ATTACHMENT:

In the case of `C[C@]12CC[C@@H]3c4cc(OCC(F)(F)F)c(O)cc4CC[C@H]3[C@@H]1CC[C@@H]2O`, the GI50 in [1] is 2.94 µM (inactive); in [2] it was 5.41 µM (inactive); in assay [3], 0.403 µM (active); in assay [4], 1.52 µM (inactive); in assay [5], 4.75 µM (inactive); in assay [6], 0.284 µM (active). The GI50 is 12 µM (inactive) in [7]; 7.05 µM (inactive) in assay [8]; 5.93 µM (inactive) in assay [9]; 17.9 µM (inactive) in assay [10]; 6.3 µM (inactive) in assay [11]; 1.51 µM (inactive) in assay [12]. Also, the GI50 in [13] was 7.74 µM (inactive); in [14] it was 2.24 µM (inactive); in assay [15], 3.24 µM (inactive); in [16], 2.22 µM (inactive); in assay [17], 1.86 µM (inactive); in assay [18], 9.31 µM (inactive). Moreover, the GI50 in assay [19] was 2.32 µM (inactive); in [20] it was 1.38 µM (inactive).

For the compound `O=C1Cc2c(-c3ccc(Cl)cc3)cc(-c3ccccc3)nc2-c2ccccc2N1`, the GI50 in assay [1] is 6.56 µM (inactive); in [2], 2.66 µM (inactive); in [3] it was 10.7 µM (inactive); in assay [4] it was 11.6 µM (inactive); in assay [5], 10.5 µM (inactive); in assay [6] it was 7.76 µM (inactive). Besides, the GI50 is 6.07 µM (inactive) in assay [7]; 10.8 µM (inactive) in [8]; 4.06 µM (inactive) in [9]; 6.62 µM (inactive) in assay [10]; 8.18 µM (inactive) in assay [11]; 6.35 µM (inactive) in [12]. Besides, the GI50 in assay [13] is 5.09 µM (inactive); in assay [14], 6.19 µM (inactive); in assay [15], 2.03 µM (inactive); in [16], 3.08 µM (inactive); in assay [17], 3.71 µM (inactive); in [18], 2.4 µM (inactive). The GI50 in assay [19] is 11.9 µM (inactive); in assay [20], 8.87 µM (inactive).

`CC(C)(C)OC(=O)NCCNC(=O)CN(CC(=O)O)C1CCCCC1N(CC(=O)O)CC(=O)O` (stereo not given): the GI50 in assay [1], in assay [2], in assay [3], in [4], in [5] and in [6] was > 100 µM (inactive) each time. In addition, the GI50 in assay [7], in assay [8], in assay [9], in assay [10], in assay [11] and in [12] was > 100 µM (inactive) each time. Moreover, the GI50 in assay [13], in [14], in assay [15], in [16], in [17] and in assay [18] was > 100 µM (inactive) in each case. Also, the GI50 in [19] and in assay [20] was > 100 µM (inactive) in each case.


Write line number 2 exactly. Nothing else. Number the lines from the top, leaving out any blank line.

For the compound `O=C1Cc2c(-c3ccc(Cl)cc3)cc(-c3ccccc3)nc2-c2ccccc2N1`, the GI50 in assay [1] is 6.56 µM (inactive); in [2], 2.66 µM (inactive); in [3] it was 10.7 µM (inactive); in assay [4] it was 11.6 µM (inactive); in assay [5], 10.5 µM (inactive); in assay [6] it was 7.76 µM (inactive). Besides, the GI50 is 6.07 µM (inactive) in assay [7]; 10.8 µM (inactive) in [8]; 4.06 µM (inactive) in [9]; 6.62 µM (inactive) in assay [10]; 8.18 µM (inactive) in assay [11]; 6.35 µM (inactive) in [12]. Besides, the GI50 in assay [13] is 5.09 µM (inactive); in assay [14], 6.19 µM (inactive); in assay [15], 2.03 µM (inactive); in [16], 3.08 µM (inactive); in assay [17], 3.71 µM (inactive); in [18], 2.4 µM (inactive). The GI50 in assay [19] is 11.9 µM (inactive); in assay [20], 8.87 µM (inactive).